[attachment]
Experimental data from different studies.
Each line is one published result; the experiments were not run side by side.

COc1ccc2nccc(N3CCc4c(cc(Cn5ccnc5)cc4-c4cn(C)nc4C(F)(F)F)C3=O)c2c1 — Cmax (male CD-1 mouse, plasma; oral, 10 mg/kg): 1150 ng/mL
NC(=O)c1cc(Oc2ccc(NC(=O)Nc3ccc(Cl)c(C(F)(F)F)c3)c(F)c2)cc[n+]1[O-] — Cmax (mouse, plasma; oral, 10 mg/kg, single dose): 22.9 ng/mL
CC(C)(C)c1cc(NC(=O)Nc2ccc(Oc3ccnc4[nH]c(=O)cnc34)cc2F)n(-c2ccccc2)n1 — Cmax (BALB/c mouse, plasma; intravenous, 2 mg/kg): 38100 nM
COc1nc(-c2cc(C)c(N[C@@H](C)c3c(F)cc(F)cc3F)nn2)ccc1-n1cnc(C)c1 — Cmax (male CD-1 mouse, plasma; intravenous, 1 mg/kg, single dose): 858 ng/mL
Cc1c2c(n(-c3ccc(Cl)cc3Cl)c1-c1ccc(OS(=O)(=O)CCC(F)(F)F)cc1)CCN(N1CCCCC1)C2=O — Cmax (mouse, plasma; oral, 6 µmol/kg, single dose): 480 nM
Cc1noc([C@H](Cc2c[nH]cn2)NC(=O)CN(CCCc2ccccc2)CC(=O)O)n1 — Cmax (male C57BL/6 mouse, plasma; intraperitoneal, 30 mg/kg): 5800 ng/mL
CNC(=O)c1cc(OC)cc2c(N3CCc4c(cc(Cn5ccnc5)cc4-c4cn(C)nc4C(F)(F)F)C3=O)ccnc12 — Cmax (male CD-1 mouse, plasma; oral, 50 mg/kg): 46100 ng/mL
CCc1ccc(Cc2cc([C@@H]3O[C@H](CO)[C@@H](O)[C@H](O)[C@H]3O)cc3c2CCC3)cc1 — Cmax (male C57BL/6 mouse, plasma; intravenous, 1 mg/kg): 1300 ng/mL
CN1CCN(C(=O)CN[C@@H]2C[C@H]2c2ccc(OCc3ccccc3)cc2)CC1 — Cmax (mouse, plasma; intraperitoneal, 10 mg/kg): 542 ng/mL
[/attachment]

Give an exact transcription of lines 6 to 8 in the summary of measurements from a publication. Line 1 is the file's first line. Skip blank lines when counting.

COc1nc(-c2cc(C)c(N[C@@H](C)c3c(F)cc(F)cc3F)nn2)ccc1-n1cnc(C)c1 — Cmax (male CD-1 mouse, plasma; intravenous, 1 mg/kg, single dose): 858 ng/mL
Cc1c2c(n(-c3ccc(Cl)cc3Cl)c1-c1ccc(OS(=O)(=O)CCC(F)(F)F)cc1)CCN(N1CCCCC1)C2=O — Cmax (mouse, plasma; oral, 6 µmol/kg, single dose): 480 nM
Cc1noc([C@H](Cc2c[nH]cn2)NC(=O)CN(CCCc2ccccc2)CC(=O)O)n1 — Cmax (male C57BL/6 mouse, plasma; intraperitoneal, 30 mg/kg): 5800 ng/mL